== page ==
In the title text, the amount of power required to lift a horse into space has been investigated, with the launch capacity of a backyard solar array and large power station compared. The orbit to launch horses is not precised, though; from the space elevator, the only circular orbit easily achievable is geostationary orbit, and getting into Low Earth Orbit is only slightly easier than without the elevator. Assuming the lowest stable orbit (that is, above the atmosphere), required power output of the solar array is about 315-350 kW and the power station at 3.3-3.7 GW.
The tables below contain data relating to each entry on the comic image.
- Name - Should be as shown in the comic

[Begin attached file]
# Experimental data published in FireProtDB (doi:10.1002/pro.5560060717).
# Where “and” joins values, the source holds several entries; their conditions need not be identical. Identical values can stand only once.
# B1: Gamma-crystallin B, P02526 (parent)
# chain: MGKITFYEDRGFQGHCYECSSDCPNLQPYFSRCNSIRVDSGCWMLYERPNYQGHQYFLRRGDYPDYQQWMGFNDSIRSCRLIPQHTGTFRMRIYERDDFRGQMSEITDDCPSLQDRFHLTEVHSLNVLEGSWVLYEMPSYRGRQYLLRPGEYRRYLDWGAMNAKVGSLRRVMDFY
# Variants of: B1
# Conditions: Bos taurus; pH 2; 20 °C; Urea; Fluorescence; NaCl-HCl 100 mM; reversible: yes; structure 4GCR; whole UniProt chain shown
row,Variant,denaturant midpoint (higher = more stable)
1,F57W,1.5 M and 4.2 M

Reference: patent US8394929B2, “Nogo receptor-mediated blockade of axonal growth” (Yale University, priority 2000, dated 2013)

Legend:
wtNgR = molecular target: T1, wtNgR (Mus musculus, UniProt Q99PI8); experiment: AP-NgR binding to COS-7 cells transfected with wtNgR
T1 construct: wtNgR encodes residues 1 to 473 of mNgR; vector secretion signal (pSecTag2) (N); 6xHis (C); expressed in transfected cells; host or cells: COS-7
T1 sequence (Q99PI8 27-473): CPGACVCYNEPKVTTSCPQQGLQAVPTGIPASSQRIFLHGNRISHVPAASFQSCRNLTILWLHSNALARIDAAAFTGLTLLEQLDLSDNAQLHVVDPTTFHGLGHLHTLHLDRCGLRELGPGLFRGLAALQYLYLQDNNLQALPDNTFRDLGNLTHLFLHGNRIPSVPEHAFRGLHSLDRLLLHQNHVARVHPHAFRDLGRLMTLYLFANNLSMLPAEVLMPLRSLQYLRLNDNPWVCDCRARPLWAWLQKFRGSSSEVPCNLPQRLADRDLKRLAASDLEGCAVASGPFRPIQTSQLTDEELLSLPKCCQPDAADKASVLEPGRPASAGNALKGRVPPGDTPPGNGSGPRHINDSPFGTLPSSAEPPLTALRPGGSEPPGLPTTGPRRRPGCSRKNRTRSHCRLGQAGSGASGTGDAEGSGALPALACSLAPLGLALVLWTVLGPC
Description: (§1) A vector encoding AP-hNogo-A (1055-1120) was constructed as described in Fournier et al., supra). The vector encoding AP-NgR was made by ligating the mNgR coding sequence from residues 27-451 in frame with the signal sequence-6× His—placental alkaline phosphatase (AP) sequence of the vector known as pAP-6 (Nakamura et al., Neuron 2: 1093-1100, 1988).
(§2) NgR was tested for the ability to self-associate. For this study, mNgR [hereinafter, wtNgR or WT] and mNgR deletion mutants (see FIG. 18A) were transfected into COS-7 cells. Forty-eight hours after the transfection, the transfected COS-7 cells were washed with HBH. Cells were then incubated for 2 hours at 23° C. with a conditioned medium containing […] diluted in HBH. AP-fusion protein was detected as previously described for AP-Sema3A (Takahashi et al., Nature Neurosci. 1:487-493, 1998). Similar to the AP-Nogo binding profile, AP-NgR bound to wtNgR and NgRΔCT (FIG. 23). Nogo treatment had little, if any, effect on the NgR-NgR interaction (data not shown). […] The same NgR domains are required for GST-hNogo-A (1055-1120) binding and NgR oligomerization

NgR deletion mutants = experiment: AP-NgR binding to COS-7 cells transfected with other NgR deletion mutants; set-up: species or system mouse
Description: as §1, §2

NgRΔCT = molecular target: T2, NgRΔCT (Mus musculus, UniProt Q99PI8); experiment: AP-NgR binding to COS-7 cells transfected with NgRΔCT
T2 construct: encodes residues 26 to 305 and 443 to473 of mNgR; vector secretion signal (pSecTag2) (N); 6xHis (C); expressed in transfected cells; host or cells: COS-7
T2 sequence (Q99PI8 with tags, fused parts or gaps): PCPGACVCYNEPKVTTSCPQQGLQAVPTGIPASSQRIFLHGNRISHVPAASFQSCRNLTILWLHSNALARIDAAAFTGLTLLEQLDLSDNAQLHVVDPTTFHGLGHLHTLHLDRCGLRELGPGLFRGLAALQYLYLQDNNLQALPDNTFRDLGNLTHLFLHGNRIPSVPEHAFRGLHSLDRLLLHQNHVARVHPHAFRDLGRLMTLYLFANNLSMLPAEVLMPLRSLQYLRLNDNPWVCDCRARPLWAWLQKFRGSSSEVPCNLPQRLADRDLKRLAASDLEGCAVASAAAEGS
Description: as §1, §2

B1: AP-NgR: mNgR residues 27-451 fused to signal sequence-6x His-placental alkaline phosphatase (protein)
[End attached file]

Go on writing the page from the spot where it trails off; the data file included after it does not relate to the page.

- Launch date - Date of first flight
- Mass/payload (horses) - Value as given in comic
- Mass/payload (kg) - Independently researched value
Where the researched launch date or mass/payload don't seem to match the comic, they should be identified with ?
*Terrastar is believed to be a misspelling of TerreStar, based on its mass and launch date.
†Keyhole 3 and 7 seem to be errors; Keyhole 3 satellites were launched between 1961 and 1962 and Keyhole 7 between 1963 and 1967.
- [This comic is a wide drawing, with a larger drawing that can be reached by clicking the small picture on xkcd. In the smaller picture shown on xkcd only the text that is not red can be read. The transcript below is thus for the large drawing. It is divided into three horizontal sections. The first section is black and shows spacecrafts, the second is white and shows launch vehicles, and the third is black again showing a timeline ranging from 1950 to the future. The vehicles are shown by the proper number of horses, and when that weight is less than one full horse also in the weight of other smaller animals.]